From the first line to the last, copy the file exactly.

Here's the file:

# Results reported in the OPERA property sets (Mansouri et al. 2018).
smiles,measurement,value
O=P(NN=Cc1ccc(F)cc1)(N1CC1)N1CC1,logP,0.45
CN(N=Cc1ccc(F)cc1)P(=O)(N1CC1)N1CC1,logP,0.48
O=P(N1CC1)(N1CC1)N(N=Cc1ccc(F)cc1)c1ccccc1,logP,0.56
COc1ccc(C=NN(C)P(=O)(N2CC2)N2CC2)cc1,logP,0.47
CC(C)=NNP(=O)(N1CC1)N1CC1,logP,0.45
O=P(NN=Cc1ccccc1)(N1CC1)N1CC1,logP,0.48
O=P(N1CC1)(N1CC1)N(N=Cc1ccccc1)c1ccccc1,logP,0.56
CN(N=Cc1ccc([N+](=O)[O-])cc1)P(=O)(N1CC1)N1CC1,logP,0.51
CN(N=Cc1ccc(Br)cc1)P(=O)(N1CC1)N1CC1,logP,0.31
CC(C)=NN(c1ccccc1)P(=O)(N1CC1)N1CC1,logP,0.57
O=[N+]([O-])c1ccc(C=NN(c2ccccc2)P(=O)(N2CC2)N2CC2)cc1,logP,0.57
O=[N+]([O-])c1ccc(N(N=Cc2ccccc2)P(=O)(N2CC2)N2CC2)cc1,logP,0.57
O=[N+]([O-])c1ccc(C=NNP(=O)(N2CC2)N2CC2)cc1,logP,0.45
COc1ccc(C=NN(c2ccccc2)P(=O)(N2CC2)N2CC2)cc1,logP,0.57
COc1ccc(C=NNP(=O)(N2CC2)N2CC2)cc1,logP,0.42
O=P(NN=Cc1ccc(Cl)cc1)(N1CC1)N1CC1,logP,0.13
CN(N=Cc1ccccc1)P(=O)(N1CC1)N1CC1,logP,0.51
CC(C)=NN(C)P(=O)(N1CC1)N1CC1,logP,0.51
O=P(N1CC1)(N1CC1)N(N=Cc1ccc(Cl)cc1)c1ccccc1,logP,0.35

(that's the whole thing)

# Results reported in the OPERA property sets (Mansouri et al. 2018).
smiles,measurement,value
O=P(NN=Cc1ccc(F)cc1)(N1CC1)N1CC1,logP,0.45
CN(N=Cc1ccc(F)cc1)P(=O)(N1CC1)N1CC1,logP,0.48
O=P(N1CC1)(N1CC1)N(N=Cc1ccc(F)cc1)c1ccccc1,logP,0.56
COc1ccc(C=NN(C)P(=O)(N2CC2)N2CC2)cc1,logP,0.47
CC(C)=NNP(=O)(N1CC1)N1CC1,logP,0.45
O=P(NN=Cc1ccccc1)(N1CC1)N1CC1,logP,0.48
O=P(N1CC1)(N1CC1)N(N=Cc1ccccc1)c1ccccc1,logP,0.56
CN(N=Cc1ccc([N+](=O)[O-])cc1)P(=O)(N1CC1)N1CC1,logP,0.51
CN(N=Cc1ccc(Br)cc1)P(=O)(N1CC1)N1CC1,logP,0.31
CC(C)=NN(c1ccccc1)P(=O)(N1CC1)N1CC1,logP,0.57
O=[N+]([O-])c1ccc(C=NN(c2ccccc2)P(=O)(N2CC2)N2CC2)cc1,logP,0.57
O=[N+]([O-])c1ccc(N(N=Cc2ccccc2)P(=O)(N2CC2)N2CC2)cc1,logP,0.57
O=[N+]([O-])c1ccc(C=NNP(=O)(N2CC2)N2CC2)cc1,logP,0.45
COc1ccc(C=NN(c2ccccc2)P(=O)(N2CC2)N2CC2)cc1,logP,0.57
COc1ccc(C=NNP(=O)(N2CC2)N2CC2)cc1,logP,0.42
O=P(NN=Cc1ccc(Cl)cc1)(N1CC1)N1CC1,logP,0.13
CN(N=Cc1ccccc1)P(=O)(N1CC1)N1CC1,logP,0.51
CC(C)=NN(C)P(=O)(N1CC1)N1CC1,logP,0.51
O=P(N1CC1)(N1CC1)N(N=Cc1ccc(Cl)cc1)c1ccccc1,logP,0.35